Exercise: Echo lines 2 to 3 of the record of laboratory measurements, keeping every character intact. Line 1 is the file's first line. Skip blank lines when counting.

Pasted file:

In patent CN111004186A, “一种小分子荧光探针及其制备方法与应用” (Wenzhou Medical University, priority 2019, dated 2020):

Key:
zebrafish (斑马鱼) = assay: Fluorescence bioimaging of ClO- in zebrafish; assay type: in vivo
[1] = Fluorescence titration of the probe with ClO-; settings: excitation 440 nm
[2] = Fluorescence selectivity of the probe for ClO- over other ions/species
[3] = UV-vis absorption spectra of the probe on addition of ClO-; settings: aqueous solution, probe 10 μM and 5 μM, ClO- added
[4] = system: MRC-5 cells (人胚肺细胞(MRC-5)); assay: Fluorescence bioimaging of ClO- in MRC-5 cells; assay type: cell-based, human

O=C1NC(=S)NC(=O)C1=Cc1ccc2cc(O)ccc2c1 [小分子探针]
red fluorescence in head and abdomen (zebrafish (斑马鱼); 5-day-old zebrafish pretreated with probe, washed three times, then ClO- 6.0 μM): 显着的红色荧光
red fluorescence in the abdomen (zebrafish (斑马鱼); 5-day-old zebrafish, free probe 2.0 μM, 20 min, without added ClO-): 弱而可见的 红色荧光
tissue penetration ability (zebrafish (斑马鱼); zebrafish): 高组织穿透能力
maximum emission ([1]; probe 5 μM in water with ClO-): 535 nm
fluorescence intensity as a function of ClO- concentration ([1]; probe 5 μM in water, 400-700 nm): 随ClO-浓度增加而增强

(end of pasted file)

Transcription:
Key:
zebrafish (斑马鱼) = assay: Fluorescence bioimaging of ClO- in zebrafish; assay type: in vivo